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PACE must find possibility to change its rules to protect delegations’ rights — Russian MP

March 10, 23:02 UTC+3 MADRID

"We must work towards a situation when we can argue with each other and solve problems together," Leonid Slutsky said

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Leonid Slutsky

Leonid Slutsky

© Artyom Korotayev/TASS

MADRID, March 10. /TASS/. The Parliamentary Assembly of the Council of Europe (PACE) must find a possibility in the next few months to amend its regulations to protect the key rights of national delegations, a Russian lawmaker said on Friday.

"If we want to build our future together and preserve Europe’s role in the future world architecture, we must look into a possibility to amend our regulations to make it possible for all the delegations be present at the Parliamentary Assembly, with all their rights intact," Leonid Slutsky, chairman of the international committee of the Russian State Duma lower parliament house, said at a session of the PACE Permanent Committee dedicated to the modality of cooperation between PACE and Russia’s national parliament in 2017.

"We hope we will be able to find a roadmap to resolve these contradictions within the next few months. We understand it will be uneasy to do but we must reunify," he noted.

For these ends, in his words, PACE must find a possibility in the next few months to adopt regulatory amendments to make it possible for the national delegations to work within the assembly efficiently and on an equal basis for the benefit of our common future in any, even the most difficult situations."

He reminded that over the years of Russia’s membership in the Council of Europe and its presence in PACE, "there were a lot of very difficult dossiers." "But we always were able to arrive at a common position in the name of our common future and the future European architecture of the 21st century," he stressed.

"We must not draw division lines that make it possible to deprive our delegations of their key rights. We must work towards a situation when we can argue with each other and solve problems together here, at PACE, without discriminating between the delegations," Slutsky said.

"I want to be back at the Assembly, I want Russia to always be a member of the Council of Europe and I want the Russian delegation to take full-fledged part in the activities of PACE," the Russian lawmaker said. "But we cannot accept the situation when any delegation may be deprived of its key rights. As a matter of fact, Russia is taking the fall for all the member countries of the Council of Europe that may find themselves in such a situation in future."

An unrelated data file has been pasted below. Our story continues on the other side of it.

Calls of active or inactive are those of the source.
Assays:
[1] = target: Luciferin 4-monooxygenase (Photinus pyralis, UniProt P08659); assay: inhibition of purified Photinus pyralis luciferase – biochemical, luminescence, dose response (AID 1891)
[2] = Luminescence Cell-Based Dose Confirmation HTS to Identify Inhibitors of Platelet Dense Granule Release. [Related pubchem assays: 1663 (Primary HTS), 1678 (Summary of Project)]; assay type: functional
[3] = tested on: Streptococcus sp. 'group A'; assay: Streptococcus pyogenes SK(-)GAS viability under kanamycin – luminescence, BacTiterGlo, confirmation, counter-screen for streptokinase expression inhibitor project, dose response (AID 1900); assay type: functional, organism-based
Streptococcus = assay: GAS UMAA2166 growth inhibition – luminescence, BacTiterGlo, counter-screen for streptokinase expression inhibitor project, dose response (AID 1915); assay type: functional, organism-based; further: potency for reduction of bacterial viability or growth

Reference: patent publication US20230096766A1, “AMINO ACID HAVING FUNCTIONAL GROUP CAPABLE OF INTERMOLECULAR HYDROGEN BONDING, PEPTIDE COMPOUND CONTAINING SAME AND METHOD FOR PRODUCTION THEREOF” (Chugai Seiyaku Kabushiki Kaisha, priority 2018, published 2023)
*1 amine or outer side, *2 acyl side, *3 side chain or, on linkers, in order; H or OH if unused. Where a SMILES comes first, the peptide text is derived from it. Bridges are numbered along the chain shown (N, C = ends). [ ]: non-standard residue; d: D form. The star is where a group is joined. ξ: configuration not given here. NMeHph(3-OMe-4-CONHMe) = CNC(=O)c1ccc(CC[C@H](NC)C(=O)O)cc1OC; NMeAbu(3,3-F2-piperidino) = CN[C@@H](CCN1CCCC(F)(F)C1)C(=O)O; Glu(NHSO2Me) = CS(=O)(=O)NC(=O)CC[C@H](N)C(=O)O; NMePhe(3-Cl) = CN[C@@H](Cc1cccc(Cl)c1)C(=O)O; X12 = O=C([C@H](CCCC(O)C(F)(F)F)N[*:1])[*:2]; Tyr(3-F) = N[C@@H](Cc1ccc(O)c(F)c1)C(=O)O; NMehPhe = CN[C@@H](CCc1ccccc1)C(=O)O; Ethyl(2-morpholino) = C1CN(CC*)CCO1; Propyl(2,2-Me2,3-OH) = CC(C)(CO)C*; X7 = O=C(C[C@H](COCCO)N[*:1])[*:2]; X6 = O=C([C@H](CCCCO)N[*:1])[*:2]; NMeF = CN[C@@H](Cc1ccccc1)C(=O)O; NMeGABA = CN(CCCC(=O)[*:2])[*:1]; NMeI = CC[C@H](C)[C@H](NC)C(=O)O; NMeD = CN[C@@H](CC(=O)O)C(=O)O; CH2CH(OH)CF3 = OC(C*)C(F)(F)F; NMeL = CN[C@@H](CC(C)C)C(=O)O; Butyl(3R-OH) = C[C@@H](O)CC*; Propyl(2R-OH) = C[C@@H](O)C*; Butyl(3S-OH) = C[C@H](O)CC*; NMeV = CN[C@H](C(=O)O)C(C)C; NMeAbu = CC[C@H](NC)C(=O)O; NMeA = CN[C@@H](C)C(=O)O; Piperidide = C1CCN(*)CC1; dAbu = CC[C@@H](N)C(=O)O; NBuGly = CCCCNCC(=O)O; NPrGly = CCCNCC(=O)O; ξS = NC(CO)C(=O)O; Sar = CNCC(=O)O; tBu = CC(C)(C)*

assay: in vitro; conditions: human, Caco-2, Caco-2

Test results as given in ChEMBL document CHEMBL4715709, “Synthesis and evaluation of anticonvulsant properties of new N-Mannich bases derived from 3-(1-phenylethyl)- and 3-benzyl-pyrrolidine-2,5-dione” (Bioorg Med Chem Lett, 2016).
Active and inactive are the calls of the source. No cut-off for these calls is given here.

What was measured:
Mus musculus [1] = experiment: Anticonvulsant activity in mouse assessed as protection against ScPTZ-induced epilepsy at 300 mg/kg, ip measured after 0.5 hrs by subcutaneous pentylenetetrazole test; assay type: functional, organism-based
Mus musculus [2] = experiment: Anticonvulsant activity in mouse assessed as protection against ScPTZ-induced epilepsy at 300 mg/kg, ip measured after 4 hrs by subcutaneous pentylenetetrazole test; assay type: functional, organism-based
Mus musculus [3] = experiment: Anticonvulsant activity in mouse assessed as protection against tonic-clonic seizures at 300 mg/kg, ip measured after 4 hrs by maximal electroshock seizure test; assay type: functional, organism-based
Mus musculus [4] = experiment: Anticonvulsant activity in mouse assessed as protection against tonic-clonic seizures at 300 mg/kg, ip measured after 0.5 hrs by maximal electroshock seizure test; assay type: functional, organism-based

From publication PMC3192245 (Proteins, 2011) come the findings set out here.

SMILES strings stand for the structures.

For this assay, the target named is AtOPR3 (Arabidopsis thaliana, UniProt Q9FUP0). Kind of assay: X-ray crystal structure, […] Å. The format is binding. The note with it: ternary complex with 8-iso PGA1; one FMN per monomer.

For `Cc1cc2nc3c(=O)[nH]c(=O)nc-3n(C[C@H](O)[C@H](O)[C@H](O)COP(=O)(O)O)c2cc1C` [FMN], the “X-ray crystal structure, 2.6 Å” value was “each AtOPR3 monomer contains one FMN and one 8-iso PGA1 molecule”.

Russia and PACE

In April 2014, the Russian delegation to PACE was stripped of key rights, including the right to vote and take part in the assembly’s governing bodies, following the developments in Ukraine and Crimea’s reunification with Russia. The issue of restoring the rights of the Russian delegation was raised at PACE twice throughout 2015 but the sanctions are still in place: Russia is deprived of the right to vote and cannot take part in the Assembly’s governing bodies and elections monitoring missions. In response, Russia suspended its participation in the PACE activities till the end of 2015. In January 2016, Russia refrained from applying for confirmation of its rights for 2016.

On January 12, 2017, Leonid Slutsky, the chairman of the international committee of the Russian State Duma lower parliament house, said Russia would continue close cooperation with PACE but would not take part in its plenary sessions and committees in 2017.

Russia insists PACE lift all the sanctions off its delegation and amend its regulations to exclude any possibility of stripping any national delegation of the right to vote. "It is not right to take part [in PACE sessions] when PACE strips the country, and hence its people, of the right to vote, so, we say that it is necessary to change the regulations. As soon as it is done we will discuss the issue of participation," Vyacheslav Volodin, speaker of the Russian State Duma lower parliament house, said earlier.

Russia is still one of the major contributors to the Council of Europe. Its annual contribution for 2016 amounted to 33 million euro.

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